What To Do With A Bad Performance Review

Screen Shot 2015-08-03 at 2.12.58 PM

Working for a public accounting firm can be one of the most rewarding yet difficult career choices to make as you come out of college. Beginning from the first day you step into the office, you will be thrown into a whirlwind of tasks, clients, engagements, software, and sometimes even thrown on an airplane during your first week like I was.

It’s quite overwhelming to new hires and unfortunately, causes enough stress for employees to quit just as they finish their first busy season. On top of everything else, you will receive reviews from the seniors and managers you have worked with hopefully detailing out the pros and cons of your performance.

But what happens when your review comes back and it doesn’t say one good thing about your performance or even worse, depicts you as a horrible accountant?

This is when things can get pretty harsh. Instead of trying to fight back your position at the firm with your senior, there are 3 things you can do to overcome your bad review and hopefully put yourself back on track to becoming a successful accountant.

  1. Be Honest With Yourself

This is probably going to be the hardest part of overcoming a bad performance review. You are going to need to be completely honest with yourself on your own performance and exactly how you could have done things better.

You will not get anywhere if you consider yourself the victim. Take out a piece of paper and write “10 Things I Could Have Done To Get A Better Performance Review”.

Then, begin to list out a list of 10 ways you think you could have done things better during that engagement or period of time. Be completely honest with yourself and remember that you are not showing this list to anyone except yourself.

If you cannot come up with 10 things, you are not trying hard enough. There is always room for improvement, even for the individuals who received a glowing review. Through self-evaluation, you will be able to analyze where you went wrong and hopefully give yourself some insight as to how you can improve in the future.

  1. Ask To Speak With Your Reviewer, In Person

This is going to be awkward and uncomfortable. But I don’t care and neither should you. If you are serious about your accounting career and want to be successful in it, you are going to need to face up to the bad performance review, in person, with optimism.

You’re going to want to come prepared to the meeting with questions on how to improve your performance, exactly where you could have performed better and the recommendations from the reviewer on how to improve your performance going forward.

Use the list you created to give you some pointers on where the conversation could go. Start off the conversation with saying the following:

“Thank you for taking the time to meet with me today. I would really like to go over the performance review with you and develop a plan as to how I can utilize this feedback to succeed in this next year.”

Then, continue to inform your manager that you are thankful for their honest review and would love to continue to receive feedback in the future as you progress into the next year.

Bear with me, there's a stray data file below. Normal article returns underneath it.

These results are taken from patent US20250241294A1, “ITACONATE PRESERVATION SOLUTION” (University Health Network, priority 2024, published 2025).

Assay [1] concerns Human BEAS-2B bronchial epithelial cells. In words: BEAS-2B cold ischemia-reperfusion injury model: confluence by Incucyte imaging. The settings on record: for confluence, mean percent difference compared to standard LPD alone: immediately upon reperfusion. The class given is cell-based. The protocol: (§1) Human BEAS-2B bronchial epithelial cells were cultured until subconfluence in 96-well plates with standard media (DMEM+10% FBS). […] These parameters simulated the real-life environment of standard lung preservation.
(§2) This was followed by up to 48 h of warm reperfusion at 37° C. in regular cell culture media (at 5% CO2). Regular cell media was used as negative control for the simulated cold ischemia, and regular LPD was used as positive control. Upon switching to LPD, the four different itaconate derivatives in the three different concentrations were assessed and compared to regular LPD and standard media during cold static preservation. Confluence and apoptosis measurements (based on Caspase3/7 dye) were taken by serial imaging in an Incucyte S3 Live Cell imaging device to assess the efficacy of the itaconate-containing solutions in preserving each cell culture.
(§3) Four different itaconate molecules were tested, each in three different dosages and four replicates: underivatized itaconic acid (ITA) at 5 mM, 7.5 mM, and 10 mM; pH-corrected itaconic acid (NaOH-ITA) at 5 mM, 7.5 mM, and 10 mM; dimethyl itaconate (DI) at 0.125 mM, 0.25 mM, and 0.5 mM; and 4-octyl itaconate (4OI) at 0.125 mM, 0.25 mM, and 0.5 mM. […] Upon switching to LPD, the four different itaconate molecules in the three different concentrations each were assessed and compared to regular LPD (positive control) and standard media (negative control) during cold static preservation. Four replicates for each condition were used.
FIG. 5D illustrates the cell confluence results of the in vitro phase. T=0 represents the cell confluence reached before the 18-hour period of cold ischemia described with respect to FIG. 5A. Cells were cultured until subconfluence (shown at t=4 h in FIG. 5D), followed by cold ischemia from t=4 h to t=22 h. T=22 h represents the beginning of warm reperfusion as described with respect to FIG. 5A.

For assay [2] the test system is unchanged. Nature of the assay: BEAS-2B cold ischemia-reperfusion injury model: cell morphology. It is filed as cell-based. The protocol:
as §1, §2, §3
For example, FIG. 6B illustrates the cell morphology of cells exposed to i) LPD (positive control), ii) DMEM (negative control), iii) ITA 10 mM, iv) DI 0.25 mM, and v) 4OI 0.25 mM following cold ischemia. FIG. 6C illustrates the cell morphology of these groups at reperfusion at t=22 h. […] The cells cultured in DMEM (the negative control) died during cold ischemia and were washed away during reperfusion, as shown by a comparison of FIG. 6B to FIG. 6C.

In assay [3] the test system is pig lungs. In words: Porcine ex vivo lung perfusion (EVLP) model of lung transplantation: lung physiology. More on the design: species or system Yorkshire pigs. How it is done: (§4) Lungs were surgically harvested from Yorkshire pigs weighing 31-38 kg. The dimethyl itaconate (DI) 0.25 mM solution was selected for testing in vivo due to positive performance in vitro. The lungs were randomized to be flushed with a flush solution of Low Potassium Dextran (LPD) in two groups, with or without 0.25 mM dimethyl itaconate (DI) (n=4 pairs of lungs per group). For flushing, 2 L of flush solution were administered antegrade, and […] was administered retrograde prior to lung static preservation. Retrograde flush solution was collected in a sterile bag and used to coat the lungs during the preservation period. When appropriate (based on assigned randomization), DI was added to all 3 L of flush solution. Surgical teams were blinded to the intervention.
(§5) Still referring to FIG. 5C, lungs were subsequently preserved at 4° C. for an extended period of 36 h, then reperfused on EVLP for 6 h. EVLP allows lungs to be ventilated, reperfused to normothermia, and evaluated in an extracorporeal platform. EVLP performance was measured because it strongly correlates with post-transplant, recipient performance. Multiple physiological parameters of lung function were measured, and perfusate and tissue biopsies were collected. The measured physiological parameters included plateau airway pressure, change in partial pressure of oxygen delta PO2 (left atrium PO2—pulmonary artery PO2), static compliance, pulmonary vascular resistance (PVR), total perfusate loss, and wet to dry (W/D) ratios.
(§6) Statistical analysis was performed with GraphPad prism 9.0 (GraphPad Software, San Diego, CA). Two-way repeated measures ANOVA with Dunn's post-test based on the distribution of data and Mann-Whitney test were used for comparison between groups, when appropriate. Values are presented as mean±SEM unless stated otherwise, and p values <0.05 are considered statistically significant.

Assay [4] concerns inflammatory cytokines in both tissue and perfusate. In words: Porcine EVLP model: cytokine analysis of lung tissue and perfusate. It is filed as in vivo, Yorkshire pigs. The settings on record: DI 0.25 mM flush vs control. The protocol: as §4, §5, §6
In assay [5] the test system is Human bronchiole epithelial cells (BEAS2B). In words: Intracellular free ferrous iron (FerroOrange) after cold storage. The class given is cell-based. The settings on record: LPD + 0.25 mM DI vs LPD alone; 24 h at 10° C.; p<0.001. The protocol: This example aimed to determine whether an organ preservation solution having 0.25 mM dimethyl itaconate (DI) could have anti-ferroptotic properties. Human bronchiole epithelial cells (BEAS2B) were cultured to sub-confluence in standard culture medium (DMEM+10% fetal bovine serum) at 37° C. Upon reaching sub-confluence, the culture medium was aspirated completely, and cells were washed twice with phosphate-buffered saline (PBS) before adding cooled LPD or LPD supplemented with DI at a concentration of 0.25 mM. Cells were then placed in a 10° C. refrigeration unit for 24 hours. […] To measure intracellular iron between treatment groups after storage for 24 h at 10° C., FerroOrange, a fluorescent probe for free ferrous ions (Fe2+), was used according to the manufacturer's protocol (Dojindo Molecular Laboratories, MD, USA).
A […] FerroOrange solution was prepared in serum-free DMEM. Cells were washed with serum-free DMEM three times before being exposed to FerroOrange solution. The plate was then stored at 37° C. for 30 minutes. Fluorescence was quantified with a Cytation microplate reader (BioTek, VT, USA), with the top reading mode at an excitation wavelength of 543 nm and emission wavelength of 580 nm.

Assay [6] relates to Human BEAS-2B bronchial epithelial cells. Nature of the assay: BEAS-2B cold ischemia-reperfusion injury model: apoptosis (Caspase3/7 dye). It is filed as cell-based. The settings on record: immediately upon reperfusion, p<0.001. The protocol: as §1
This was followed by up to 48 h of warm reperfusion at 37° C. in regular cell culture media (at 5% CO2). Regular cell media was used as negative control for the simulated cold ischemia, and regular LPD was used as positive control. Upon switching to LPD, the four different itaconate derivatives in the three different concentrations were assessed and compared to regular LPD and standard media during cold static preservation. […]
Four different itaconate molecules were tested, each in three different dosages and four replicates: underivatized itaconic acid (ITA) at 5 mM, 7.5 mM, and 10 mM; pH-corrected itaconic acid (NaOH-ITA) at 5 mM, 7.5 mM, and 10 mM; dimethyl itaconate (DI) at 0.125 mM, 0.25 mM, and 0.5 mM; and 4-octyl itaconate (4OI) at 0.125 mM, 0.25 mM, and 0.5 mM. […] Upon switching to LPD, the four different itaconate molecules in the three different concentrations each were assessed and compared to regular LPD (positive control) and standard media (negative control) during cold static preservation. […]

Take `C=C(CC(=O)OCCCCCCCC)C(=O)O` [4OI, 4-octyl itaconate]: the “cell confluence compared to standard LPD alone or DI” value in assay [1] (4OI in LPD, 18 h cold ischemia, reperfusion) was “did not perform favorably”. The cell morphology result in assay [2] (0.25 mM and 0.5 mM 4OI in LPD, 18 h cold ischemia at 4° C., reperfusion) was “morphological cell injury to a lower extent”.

You want to get across to your manager that you are not upset about their bad review, just interested in utilizing this information to better your career and success in accounting.

Never, and I repeat NEVER start fighting with the person. You can politely inquire about specific areas but this is no time to get bitchy.

  1. Put Your Seniors/Managers In A Position Where They Have To Give You A Glowing Future Performance Review

After having a sit-down meeting with your manager, write down every piece of feedback they gave you (good and bad). Create a list of the things you did right and the things you could have improved upon. Refer back to this list as you proceed into your next year at the firm.

Now it’s time to get excited. You have the next year to prove to your managers that you are able to not only bounce back from a bad performance review, but you are the type of person to take hold of the constructive criticism and use it as a way to excel.

Here is where to start:

  1. Show up 1-2 hours earlier each day
  2. Request informal performance feedback weekly
  3. Become organized with your work and provide status updates on where you are at with your senior each day/week
  4. Attend firm planned events and interact with your peers and managers

Bouncing back from a bad performance review does not have to be as painful as it sounds. Instead, utilize this as a learning opportunity and promise yourself that you will work twice as hard as your peers to obtain a glowing review in the future.

I also wrote a more extensive post on how to get promoted in public accounting where you can use this information to also help you bounce back from a bad review. You can check it out here: 10 Essential Steps To Guarantee Your Public Accounting Promotion.

And, as always, feel free to reach out to me at andrew@thebeancounter.com with any questions you might have!